Should WWE Have an Off-Season?
This weeks edition of Raw was billed as a “season première” a title that most TV programs use to kick-off their show after an extended break away from television. Confusingly for this weeks Raw, the “première” backed directly onto last weeks show – which oddly enough was never advertised as a season finale anyway. WWE’s poor attempt at marketing really did leave much to be desired, but it re-iterate the fact that WWE runs all year round without stopping for breath.
In the light of recent news about deaths and serious illness based around pro-wrestlers using steroids and drugs (Lance Cade and Jim Neidhart spring immediately to mind) it raises the question as to whether WWE works its wrestlers far too hard, and for far too much of the year without any substantial break to allow time for a wrestler to mentally and physically recover.
No sport ever runs all year around. Perhaps it’s because that team sports have seasons and tables, and these need to be able to naturally conclude without a brand new season hot on the heels of the old one. But also because sportsmen need time off. To get away from the sport, and to physically recover after a hard season. Should WWE offer it’s performers more of the same? From a moral stand-point, it’s hard to argue otherwise.
Business wise, of course it doesn’t make sense. An off season of 6 to 8 weeks in length would deprive the company of TV revenue, PPV buys, and house show gate money amongst a whole host of revenue streams. But that’s not to say you couldn’t work around it. Rather than having an off-season, maybe you could simply stagger each wrestler with an individual 6 – week break at various points during the year. There’s no doubt that WWE has the talent to cover a few people being on holiday. Or simply chose a period to do a series of double taping weeks without house shows in between so that talent can spend 10 days at home with their families.
Maybe the problem is simply that most of these problems don’t seem to surface until after talent have retired. Matt Hardy’s mental and physical breakdown seem to be the exception, rather that the rule, but it could simply be scratching at the surface at what could be a very ugly core. WWE doesn’t appreciate or simply wants to ignore what toll their timetables are having on their talent.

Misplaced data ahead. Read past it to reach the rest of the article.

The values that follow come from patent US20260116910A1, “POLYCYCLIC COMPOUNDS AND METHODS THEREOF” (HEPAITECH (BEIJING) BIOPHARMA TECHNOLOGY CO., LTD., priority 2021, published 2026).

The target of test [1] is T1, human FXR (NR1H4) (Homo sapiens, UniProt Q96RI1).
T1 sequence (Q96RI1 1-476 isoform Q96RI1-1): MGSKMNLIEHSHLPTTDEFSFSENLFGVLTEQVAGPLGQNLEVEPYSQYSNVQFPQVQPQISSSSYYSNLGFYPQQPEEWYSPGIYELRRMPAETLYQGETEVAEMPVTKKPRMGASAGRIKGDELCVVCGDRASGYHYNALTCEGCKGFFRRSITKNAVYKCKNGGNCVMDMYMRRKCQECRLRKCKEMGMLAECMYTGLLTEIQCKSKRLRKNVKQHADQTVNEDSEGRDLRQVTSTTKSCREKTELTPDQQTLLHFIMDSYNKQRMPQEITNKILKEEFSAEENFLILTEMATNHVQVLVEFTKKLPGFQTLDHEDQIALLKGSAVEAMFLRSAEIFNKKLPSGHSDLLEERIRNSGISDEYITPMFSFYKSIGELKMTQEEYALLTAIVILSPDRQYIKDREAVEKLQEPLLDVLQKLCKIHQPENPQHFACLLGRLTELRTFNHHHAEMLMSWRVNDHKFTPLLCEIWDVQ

WWE continues to open up new grounds with its tour locations – as their recent trip to China illustrates. Running all year round, travelling more and more cannot be doing good for the physical and mental well being of wrestlers. It’s a big reason as to why Kurt Angle left the company in 2007, and it’s only a shame that WWE is the only really big player in the wrestling industry. Unless you can fall into TNA’s lap, it’s either accept the raw deal WWE gives you, or give up your career. For most, there is no option.
Regrettably the WWE are highly unlikely to change their ways, unless some serious health issues crop up as a result of it. But they should take a serious look at how they look after their talent, this recent spate of wrestling deaths are no coincidence. Their “act now, feel the consequences later approach” really isn’t a good thing.
And, maybe from an interest stand-point having an off season would be good for the viewer. WWE is a relentless machine, 3 times a week – every single week. There’s no anticipation or build-up if WWE runs all year around. If you have a two month break, it could benefit everyone. Regrettably, while it benefits WWE’s balance sheet to run all year around, nothing will change.
As ever, I’ll happily listen to feedback. You can email me on firstname.lastname@example.org, or you can get me on twitter on http://www.twitter.com/bobbybamber.
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